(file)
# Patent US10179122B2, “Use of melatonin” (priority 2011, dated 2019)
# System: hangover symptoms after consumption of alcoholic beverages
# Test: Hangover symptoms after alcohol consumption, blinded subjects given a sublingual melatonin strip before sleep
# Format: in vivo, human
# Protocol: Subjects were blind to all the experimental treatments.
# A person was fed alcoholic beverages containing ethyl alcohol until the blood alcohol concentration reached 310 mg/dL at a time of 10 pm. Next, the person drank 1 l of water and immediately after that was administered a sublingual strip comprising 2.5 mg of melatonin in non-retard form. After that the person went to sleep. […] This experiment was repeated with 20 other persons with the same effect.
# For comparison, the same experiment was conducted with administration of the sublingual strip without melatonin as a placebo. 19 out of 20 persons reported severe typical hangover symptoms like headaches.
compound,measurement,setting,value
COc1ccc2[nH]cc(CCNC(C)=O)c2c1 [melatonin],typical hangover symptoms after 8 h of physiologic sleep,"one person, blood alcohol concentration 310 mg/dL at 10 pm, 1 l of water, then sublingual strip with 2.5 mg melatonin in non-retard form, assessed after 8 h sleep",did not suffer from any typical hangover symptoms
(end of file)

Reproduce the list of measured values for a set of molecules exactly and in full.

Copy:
# Patent US10179122B2, “Use of melatonin” (priority 2011, dated 2019)
# System: hangover symptoms after consumption of alcoholic beverages
# Test: Hangover symptoms after alcohol consumption, blinded subjects given a sublingual melatonin strip before sleep
# Format: in vivo, human
# Protocol: Subjects were blind to all the experimental treatments.
# A person was fed alcoholic beverages containing ethyl alcohol until the blood alcohol concentration reached 310 mg/dL at a time of 10 pm. Next, the person drank 1 l of water and immediately after that was administered a sublingual strip comprising 2.5 mg of melatonin in non-retard form. After that the person went to sleep. […] This experiment was repeated with 20 other persons with the same effect.
# For comparison, the same experiment was conducted with administration of the sublingual strip without melatonin as a placebo. 19 out of 20 persons reported severe typical hangover symptoms like headaches.
compound,measurement,setting,value
COc1ccc2[nH]cc(CCNC(C)=O)c2c1 [melatonin],typical hangover symptoms after 8 h of physiologic sleep,"one person, blood alcohol concentration 310 mg/dL at 10 pm, 1 l of water, then sublingual strip with 2.5 mg melatonin in non-retard form, assessed after 8 h sleep",did not suffer from any typical hangover symptoms